Just thinking about Zion United Church of Christ, where I grew up, takes me back….
I first think about my Aunt Evelyn, who played the piano in Sunday school and taught Bible stories with flannel graph characters. I can still see the friends of the sick man lowering him through the roof of the house to see Jesus. (Remember that one?)
Then there was Victor Koch, Sunday school superintendent, who led everyone together in a Hymn Sing for 15 minutes, before we all went off to our separate Sunday school classes. His voice wasn’t all that great, but he sure got everyone singing!
Our Pastor took me through confirmation class, two school years of Saturday mornings in the church basement, going through the Heidelberg Catechism. I have to admit that I learned a lot from him.
Lastly was the Rev. Sam Huffard, the Pastor of the Presbyterian Church of East Stroudsburg, (where I ended up attending later in high school, and when I‘d go to when I was home from college), whose sermons were entirely captivating to me.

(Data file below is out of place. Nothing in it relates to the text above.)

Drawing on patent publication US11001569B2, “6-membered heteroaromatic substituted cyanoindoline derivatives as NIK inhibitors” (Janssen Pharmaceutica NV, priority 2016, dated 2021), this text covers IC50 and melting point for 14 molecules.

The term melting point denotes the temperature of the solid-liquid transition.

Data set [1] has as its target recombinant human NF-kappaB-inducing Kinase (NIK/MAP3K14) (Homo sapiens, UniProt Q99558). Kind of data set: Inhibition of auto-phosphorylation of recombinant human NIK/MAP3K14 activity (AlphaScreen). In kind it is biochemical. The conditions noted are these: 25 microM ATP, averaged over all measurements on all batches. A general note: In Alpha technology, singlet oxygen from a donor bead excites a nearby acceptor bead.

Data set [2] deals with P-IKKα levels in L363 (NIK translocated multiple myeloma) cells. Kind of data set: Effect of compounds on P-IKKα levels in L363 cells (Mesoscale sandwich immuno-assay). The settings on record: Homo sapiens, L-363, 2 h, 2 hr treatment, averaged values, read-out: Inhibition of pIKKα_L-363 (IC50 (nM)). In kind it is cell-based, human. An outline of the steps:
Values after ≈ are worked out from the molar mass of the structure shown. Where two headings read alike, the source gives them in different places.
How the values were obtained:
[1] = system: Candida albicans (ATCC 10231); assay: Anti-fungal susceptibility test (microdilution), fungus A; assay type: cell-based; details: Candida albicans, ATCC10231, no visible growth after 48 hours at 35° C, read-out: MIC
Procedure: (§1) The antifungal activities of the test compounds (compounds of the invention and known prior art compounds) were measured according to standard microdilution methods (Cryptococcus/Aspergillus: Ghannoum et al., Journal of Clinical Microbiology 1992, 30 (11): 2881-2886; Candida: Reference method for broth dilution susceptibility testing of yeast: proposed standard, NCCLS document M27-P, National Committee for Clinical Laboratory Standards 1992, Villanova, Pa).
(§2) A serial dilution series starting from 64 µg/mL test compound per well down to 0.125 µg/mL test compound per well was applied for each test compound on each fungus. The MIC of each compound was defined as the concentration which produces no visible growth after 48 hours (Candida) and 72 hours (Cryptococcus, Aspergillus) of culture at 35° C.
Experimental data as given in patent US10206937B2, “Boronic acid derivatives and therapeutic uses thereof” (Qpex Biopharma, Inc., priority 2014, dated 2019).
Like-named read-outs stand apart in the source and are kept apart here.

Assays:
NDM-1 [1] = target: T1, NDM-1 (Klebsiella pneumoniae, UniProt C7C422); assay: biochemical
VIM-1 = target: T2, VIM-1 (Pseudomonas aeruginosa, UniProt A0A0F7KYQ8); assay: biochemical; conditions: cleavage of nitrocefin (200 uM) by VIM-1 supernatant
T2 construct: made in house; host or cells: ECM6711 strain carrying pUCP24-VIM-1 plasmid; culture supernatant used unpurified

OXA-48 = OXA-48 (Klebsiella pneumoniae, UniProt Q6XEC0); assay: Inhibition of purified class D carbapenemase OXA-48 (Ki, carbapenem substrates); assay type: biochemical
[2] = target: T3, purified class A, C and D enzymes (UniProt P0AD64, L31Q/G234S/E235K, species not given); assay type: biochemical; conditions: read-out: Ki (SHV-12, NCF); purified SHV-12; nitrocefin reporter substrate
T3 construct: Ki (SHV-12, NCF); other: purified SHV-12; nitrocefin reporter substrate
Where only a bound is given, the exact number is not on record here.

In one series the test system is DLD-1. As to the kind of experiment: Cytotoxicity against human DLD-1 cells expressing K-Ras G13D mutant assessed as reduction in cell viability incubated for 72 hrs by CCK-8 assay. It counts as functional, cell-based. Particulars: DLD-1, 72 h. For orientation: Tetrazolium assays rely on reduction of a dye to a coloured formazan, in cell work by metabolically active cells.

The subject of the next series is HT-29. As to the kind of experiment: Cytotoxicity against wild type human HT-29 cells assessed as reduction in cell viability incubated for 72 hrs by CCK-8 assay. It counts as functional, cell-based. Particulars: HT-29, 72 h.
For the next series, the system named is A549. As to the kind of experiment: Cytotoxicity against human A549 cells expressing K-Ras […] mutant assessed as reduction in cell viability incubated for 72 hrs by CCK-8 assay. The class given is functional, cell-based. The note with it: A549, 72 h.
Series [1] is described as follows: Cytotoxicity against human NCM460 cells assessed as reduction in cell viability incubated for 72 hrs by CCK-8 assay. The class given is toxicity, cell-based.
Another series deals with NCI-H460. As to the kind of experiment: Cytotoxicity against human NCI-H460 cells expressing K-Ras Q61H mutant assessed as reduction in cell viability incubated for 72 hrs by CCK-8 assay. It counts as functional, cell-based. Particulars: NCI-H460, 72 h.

He was scholarly, very soft spoken (he didn’t project at all, you had to listen to him VERY carefully)- and he told stories better than Garrison Keillor.
So, when I say I believe in the Holy catholic Church, my first point of reference goes back to those who taught me about Jesus and lived their lives accordingly… with kindness, fairness, understanding and love.
Of course, the church I grew up in wasn’t perfect… none are.
In fact, in the year after my confirmation, when I was 14, we held a congregational meeting for the purpose of removing the Pastor.
As I remember it, at issue was the fact that he was starting up another church, a much more ‘charismatic’ one- on the side, with worship services on Wednesday evenings somewhere on the outskirts of town. The Consistory (the Session), wanted to nip this in the bud, and the congregation let him go- so that he could devote all his time to this ‘new found love.’ One Sunday he was there, the next he was not— so it goes in a Congregational Church!
The fact that everything was handled very matter-of-factly, with no real hostility or recriminations, must have made a big impression on me, because I have always understood the church to be a place of open dialogue, of stability and change when necessary, and sound decision making.
So with that as background, I can briefly cover the three key words that make up this portion of the Creed… Holy… catholic… and Church.
Here are some brief defining points. First, the church is ‘Holy’ because it is derived from God.